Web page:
THERE – Theory and Empiricism of Religious Evolution: Foundation of a Research Program

5. Evolutionary Foundation of Systems Theory (fn)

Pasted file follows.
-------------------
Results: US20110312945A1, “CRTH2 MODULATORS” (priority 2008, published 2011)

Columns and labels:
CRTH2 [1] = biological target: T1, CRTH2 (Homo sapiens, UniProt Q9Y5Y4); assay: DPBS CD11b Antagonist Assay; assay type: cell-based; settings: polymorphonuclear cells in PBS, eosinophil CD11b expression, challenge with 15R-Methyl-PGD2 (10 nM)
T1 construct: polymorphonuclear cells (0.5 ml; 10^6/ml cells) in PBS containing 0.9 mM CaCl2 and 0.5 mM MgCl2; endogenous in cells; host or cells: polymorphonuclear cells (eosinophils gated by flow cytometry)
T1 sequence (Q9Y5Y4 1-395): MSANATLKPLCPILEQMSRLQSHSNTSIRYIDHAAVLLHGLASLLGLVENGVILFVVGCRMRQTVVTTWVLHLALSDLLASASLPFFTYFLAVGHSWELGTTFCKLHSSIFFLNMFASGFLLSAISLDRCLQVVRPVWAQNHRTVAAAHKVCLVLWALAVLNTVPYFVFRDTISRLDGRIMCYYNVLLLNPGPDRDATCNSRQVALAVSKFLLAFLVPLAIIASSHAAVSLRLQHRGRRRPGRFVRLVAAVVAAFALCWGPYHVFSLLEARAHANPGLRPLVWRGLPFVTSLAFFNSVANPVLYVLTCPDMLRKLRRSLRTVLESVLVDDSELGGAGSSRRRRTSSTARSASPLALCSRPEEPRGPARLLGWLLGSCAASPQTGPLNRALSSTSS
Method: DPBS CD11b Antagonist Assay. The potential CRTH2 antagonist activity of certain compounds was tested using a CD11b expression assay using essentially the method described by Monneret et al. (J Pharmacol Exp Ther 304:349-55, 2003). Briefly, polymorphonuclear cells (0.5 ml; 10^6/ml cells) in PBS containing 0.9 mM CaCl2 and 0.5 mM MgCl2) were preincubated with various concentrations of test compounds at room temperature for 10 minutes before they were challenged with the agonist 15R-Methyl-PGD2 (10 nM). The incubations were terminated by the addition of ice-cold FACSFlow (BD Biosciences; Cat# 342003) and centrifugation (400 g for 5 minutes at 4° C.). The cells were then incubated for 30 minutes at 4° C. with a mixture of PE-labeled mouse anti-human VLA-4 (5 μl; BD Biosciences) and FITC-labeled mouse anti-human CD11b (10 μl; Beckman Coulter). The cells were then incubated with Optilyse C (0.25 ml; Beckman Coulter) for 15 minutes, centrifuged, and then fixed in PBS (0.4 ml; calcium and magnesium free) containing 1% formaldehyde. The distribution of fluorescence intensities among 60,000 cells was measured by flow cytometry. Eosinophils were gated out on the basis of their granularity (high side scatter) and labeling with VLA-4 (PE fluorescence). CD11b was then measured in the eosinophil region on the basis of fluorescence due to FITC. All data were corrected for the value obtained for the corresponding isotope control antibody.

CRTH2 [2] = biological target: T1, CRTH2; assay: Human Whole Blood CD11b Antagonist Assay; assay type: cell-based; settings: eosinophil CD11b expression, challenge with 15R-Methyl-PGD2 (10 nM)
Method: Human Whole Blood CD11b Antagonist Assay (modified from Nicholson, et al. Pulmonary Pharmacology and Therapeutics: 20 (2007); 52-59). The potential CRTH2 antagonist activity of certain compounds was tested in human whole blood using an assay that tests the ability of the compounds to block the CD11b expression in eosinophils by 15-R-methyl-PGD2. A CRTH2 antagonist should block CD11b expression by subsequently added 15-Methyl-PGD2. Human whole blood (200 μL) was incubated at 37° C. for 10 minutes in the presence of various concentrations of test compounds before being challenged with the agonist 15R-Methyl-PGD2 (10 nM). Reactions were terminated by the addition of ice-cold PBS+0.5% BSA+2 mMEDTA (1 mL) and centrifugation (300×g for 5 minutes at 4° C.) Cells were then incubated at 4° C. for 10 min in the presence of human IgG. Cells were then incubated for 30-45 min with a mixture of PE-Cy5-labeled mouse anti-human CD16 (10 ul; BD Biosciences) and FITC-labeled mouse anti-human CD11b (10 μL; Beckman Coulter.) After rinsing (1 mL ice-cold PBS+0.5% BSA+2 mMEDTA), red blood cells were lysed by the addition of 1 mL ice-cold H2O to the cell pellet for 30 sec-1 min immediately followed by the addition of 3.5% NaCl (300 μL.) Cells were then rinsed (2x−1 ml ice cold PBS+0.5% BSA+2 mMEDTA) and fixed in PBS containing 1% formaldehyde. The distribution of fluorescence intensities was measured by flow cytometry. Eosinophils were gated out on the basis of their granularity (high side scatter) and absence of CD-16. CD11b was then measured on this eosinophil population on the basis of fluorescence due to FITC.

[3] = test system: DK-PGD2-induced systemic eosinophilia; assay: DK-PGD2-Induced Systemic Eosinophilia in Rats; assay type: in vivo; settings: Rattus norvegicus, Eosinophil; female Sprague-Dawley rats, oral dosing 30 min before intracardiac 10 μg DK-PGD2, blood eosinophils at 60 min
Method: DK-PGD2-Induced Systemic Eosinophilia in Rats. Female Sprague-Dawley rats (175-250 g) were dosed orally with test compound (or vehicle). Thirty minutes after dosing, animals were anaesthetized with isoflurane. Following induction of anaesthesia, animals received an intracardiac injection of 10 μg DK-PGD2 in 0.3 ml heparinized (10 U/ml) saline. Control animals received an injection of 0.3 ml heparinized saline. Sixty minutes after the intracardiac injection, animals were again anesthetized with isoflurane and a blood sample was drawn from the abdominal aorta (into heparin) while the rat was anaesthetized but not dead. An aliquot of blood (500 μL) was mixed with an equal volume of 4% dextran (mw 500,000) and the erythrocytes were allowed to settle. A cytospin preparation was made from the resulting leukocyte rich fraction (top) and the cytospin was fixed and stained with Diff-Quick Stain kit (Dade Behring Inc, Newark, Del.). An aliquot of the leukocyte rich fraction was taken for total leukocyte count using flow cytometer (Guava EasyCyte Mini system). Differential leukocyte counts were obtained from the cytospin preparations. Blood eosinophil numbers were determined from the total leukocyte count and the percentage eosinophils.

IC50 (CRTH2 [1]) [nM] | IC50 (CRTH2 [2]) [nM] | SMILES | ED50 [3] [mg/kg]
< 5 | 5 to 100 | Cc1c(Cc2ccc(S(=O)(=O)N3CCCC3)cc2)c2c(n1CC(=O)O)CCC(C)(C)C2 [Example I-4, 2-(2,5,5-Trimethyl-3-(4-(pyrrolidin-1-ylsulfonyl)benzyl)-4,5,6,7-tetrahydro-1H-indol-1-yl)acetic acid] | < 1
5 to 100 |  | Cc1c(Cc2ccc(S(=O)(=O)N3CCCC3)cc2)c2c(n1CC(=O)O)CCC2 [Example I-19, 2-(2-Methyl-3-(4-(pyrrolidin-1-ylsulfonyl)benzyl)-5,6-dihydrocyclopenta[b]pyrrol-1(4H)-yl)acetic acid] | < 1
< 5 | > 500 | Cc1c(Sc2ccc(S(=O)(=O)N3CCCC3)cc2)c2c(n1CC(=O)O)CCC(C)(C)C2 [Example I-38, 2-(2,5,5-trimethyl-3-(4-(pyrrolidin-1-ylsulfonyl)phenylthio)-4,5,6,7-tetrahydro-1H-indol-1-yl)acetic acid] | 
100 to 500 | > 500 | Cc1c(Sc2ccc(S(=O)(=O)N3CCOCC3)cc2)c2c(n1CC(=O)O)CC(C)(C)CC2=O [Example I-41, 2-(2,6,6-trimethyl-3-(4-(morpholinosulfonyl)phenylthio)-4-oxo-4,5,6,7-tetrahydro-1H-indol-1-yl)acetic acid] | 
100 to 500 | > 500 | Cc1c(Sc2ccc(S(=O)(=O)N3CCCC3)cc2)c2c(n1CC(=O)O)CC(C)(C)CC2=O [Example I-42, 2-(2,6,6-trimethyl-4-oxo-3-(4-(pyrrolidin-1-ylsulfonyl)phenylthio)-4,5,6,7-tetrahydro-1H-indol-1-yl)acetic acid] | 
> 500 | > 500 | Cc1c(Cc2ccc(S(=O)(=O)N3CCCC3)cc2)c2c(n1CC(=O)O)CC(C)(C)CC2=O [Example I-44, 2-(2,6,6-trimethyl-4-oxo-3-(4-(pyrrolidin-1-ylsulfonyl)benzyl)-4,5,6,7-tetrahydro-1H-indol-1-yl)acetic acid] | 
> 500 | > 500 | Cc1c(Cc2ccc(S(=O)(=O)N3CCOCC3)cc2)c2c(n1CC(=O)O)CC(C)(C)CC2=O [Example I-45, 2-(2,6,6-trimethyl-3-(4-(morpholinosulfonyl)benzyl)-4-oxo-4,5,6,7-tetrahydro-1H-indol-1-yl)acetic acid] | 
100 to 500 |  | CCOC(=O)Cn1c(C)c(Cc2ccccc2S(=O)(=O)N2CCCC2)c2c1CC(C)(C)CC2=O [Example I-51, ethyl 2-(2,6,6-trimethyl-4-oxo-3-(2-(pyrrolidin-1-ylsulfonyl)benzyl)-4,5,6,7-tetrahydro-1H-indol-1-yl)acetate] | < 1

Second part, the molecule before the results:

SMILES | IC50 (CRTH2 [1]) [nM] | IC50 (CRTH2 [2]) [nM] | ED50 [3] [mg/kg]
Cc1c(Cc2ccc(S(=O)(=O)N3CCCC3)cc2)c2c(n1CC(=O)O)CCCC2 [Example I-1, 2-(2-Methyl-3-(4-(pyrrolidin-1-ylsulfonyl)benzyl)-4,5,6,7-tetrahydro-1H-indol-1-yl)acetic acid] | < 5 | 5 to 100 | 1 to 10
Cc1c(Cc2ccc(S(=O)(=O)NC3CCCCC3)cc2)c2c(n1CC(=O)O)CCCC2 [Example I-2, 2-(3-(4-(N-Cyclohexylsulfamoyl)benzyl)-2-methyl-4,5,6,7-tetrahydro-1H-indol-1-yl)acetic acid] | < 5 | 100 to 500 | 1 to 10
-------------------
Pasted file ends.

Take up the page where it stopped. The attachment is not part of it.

Based on these considerations, the question of prehistoric mentality needs to be reconsidered. The concept of “mystic participations” by which Lévy-Bruhl [1922] 1923, 35 designates ‘the intellectual world of the primitive’, covers the unity of reality and dream, presence, past and future as well as initiation and expression of an event (also cf.Dux (1982)). Furthermore, the phenomenon of “the multi-presence” (Lévy-Bruhl 1923, 107) excludes or mediates between one and many, equal and unequal, as well as animate and inanimate. Therefore, a person, for instance, can be present in different places at the same time, and physically non-present individuals (persons, animals, objects) can be made present. Even though the concept of “mystic participations” as brought forward by Lévy-Bruhl is untenable, one can still assume a fluidity between the physical-organic and the socio-cultural level, which characterizes Paleolithic thinking (Clottes 2010, 22). However, fluidity does not mean a state of lacking differentiation. We might not know whether the distinction between technical-instrumental and explicative action was stable in the cognitive household of Stone Age communication, but various states of reality must have already been identified; otherwise the formation of a socio-cultural reality and first approaches of the formation of societies would not have been possible.

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